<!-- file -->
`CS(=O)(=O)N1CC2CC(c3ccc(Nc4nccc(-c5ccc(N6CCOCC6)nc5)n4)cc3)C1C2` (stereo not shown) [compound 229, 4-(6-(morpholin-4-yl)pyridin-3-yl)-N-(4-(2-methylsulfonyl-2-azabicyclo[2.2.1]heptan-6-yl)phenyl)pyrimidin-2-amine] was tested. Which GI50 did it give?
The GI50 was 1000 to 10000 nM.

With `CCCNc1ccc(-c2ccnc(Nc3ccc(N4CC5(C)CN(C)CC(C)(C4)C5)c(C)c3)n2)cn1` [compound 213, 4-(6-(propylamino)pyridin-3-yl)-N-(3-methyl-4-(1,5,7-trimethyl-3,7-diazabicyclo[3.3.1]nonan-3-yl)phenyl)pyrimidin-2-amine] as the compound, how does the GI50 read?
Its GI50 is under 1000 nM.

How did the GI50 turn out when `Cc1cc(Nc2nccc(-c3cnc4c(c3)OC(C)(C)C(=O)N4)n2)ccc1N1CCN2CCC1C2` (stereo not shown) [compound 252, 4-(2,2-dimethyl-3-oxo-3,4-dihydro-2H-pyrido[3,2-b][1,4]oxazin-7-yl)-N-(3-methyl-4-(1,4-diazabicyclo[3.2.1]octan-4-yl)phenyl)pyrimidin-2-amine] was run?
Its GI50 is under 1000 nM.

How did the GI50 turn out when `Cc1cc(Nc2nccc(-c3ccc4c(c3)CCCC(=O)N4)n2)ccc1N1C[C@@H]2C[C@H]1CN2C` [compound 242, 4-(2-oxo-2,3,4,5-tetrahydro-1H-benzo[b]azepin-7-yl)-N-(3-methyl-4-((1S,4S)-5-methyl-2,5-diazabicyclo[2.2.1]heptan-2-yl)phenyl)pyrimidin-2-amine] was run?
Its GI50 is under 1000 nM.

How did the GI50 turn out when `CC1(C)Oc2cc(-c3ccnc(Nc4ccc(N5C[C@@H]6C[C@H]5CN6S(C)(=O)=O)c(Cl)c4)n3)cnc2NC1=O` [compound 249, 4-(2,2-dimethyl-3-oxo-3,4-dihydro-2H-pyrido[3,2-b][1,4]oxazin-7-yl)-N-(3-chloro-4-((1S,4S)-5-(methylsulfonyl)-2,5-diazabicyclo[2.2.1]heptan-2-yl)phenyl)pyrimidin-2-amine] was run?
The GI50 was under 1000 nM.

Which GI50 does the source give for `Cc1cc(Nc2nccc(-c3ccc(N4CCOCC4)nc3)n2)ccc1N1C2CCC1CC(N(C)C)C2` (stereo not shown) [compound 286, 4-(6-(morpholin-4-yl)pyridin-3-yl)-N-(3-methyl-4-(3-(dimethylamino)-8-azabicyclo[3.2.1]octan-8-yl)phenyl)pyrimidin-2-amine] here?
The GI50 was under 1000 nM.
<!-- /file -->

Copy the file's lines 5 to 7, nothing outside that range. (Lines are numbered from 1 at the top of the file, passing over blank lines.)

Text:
How did the GI50 turn out when `Cc1cc(Nc2nccc(-c3cnc4c(c3)OC(C)(C)C(=O)N4)n2)ccc1N1CCN2CCC1C2` (stereo not shown) [compound 252, 4-(2,2-dimethyl-3-oxo-3,4-dihydro-2H-pyrido[3,2-b][1,4]oxazin-7-yl)-N-(3-methyl-4-(1,4-diazabicyclo[3.2.1]octan-4-yl)phenyl)pyrimidin-2-amine] was run?
Its GI50 is under 1000 nM.

How did the GI50 turn out when `Cc1cc(Nc2nccc(-c3ccc4c(c3)CCCC(=O)N4)n2)ccc1N1C[C@@H]2C[C@H]1CN2C` [compound 242, 4-(2-oxo-2,3,4,5-tetrahydro-1H-benzo[b]azepin-7-yl)-N-(3-methyl-4-((1S,4S)-5-methyl-2,5-diazabicyclo[2.2.1]heptan-2-yl)phenyl)pyrimidin-2-amine] was run?